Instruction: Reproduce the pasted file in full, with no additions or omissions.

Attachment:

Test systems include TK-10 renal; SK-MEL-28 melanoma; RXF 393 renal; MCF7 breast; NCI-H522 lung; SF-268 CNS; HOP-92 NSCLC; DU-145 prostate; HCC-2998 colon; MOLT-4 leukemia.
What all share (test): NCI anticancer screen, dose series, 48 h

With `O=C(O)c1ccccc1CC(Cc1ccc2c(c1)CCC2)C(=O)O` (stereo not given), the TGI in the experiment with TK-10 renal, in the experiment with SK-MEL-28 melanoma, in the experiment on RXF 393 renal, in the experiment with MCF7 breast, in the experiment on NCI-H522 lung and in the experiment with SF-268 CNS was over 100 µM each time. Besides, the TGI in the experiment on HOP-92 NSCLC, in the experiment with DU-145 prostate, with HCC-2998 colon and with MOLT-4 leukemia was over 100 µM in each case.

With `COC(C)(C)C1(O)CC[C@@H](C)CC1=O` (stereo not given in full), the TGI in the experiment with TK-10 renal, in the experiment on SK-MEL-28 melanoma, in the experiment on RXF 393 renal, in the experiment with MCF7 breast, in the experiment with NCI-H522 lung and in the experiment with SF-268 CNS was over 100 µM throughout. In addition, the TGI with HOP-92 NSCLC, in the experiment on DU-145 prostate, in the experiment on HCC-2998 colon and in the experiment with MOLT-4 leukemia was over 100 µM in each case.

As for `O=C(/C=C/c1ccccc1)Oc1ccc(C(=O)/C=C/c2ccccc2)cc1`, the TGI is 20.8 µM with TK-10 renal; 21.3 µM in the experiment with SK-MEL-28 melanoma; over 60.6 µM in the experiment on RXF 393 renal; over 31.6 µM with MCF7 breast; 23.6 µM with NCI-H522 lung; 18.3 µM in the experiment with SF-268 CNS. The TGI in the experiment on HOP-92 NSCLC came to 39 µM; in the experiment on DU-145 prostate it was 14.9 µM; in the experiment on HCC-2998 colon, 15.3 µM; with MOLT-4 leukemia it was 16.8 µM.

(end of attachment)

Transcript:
Test systems include TK-10 renal; SK-MEL-28 melanoma; RXF 393 renal; MCF7 breast; NCI-H522 lung; SF-268 CNS; HOP-92 NSCLC; DU-145 prostate; HCC-2998 colon; MOLT-4 leukemia.
What all share (test): NCI anticancer screen, dose series, 48 h

With `O=C(O)c1ccccc1CC(Cc1ccc2c(c1)CCC2)C(=O)O` (stereo not given), the TGI in the experiment with TK-10 renal, in the experiment with SK-MEL-28 melanoma, in the experiment on RXF 393 renal, in the experiment with MCF7 breast, in the experiment on NCI-H522 lung and in the experiment with SF-268 CNS was over 100 µM each time. Besides, the TGI in the experiment on HOP-92 NSCLC, in the experiment with DU-145 prostate, with HCC-2998 colon and with MOLT-4 leukemia was over 100 µM in each case.

With `COC(C)(C)C1(O)CC[C@@H](C)CC1=O` (stereo not given in full), the TGI in the experiment with TK-10 renal, in the experiment on SK-MEL-28 melanoma, in the experiment on RXF 393 renal, in the experiment with MCF7 breast, in the experiment with NCI-H522 lung and in the experiment with SF-268 CNS was over 100 µM throughout. In addition, the TGI with HOP-92 NSCLC, in the experiment on DU-145 prostate, in the experiment on HCC-2998 colon and in the experiment with MOLT-4 leukemia was over 100 µM in each case.

As for `O=C(/C=C/c1ccccc1)Oc1ccc(C(=O)/C=C/c2ccccc2)cc1`, the TGI is 20.8 µM with TK-10 renal; 21.3 µM in the experiment with SK-MEL-28 melanoma; over 60.6 µM in the experiment on RXF 393 renal; over 31.6 µM with MCF7 breast; 23.6 µM with NCI-H522 lung; 18.3 µM in the experiment with SF-268 CNS. The TGI in the experiment on HOP-92 NSCLC came to 39 µM; in the experiment on DU-145 prostate it was 14.9 µM; in the experiment on HCC-2998 colon, 15.3 µM; with MOLT-4 leukemia it was 16.8 µM.